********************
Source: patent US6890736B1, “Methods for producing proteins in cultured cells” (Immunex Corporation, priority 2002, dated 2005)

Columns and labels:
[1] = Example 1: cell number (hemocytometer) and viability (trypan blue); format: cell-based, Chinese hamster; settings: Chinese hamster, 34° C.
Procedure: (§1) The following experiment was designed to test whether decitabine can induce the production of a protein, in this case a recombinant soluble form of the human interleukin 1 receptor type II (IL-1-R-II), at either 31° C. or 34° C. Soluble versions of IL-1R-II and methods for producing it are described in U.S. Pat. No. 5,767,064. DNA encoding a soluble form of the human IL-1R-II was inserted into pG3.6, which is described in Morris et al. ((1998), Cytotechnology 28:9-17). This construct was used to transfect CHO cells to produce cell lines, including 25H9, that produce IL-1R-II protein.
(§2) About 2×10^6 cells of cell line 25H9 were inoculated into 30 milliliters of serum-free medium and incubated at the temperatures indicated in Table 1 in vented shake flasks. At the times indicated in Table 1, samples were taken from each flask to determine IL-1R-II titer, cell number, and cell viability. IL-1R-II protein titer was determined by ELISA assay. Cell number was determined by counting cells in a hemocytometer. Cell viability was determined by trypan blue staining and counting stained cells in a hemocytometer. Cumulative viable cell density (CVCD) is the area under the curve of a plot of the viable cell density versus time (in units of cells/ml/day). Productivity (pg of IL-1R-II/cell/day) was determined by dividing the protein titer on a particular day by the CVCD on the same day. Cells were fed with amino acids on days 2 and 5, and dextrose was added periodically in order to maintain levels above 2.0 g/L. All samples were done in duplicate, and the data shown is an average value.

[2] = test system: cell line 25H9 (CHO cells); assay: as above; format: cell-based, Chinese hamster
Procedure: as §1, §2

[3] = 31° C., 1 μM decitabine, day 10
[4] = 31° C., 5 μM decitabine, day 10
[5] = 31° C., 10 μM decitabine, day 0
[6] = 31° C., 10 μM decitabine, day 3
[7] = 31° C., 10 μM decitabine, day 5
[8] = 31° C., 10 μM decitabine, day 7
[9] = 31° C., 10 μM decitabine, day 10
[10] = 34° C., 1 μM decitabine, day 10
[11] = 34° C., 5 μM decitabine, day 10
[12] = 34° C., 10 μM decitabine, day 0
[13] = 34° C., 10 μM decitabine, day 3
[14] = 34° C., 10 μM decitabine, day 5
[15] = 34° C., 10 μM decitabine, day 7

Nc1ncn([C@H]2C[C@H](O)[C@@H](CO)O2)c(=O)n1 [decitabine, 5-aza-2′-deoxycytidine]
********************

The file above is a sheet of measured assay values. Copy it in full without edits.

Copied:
Source: patent US6890736B1, “Methods for producing proteins in cultured cells” (Immunex Corporation, priority 2002, dated 2005)

Columns and labels:
[1] = Example 1: cell number (hemocytometer) and viability (trypan blue); format: cell-based, Chinese hamster; settings: Chinese hamster, 34° C.
Procedure: (§1) The following experiment was designed to test whether decitabine can induce the production of a protein, in this case a recombinant soluble form of the human interleukin 1 receptor type II (IL-1-R-II), at either 31° C. or 34° C. Soluble versions of IL-1R-II and methods for producing it are described in U.S. Pat. No. 5,767,064. DNA encoding a soluble form of the human IL-1R-II was inserted into pG3.6, which is described in Morris et al. ((1998), Cytotechnology 28:9-17). This construct was used to transfect CHO cells to produce cell lines, including 25H9, that produce IL-1R-II protein.
(§2) About 2×10^6 cells of cell line 25H9 were inoculated into 30 milliliters of serum-free medium and incubated at the temperatures indicated in Table 1 in vented shake flasks. At the times indicated in Table 1, samples were taken from each flask to determine IL-1R-II titer, cell number, and cell viability. IL-1R-II protein titer was determined by ELISA assay. Cell number was determined by counting cells in a hemocytometer. Cell viability was determined by trypan blue staining and counting stained cells in a hemocytometer. Cumulative viable cell density (CVCD) is the area under the curve of a plot of the viable cell density versus time (in units of cells/ml/day). Productivity (pg of IL-1R-II/cell/day) was determined by dividing the protein titer on a particular day by the CVCD on the same day. Cells were fed with amino acids on days 2 and 5, and dextrose was added periodically in order to maintain levels above 2.0 g/L. All samples were done in duplicate, and the data shown is an average value.

[2] = test system: cell line 25H9 (CHO cells); assay: as above; format: cell-based, Chinese hamster
Procedure: as §1, §2

[3] = 31° C., 1 μM decitabine, day 10
[4] = 31° C., 5 μM decitabine, day 10
[5] = 31° C., 10 μM decitabine, day 0
[6] = 31° C., 10 μM decitabine, day 3
[7] = 31° C., 10 μM decitabine, day 5
[8] = 31° C., 10 μM decitabine, day 7
[9] = 31° C., 10 μM decitabine, day 10
[10] = 34° C., 1 μM decitabine, day 10
[11] = 34° C., 5 μM decitabine, day 10
[12] = 34° C., 10 μM decitabine, day 0
[13] = 34° C., 10 μM decitabine, day 3
[14] = 34° C., 10 μM decitabine, day 5
[15] = 34° C., 10 μM decitabine, day 7

Nc1ncn([C@H]2C[C@H](O)[C@@H](CO)O2)c(=O)n1 [decitabine, 5-aza-2′-deoxycytidine]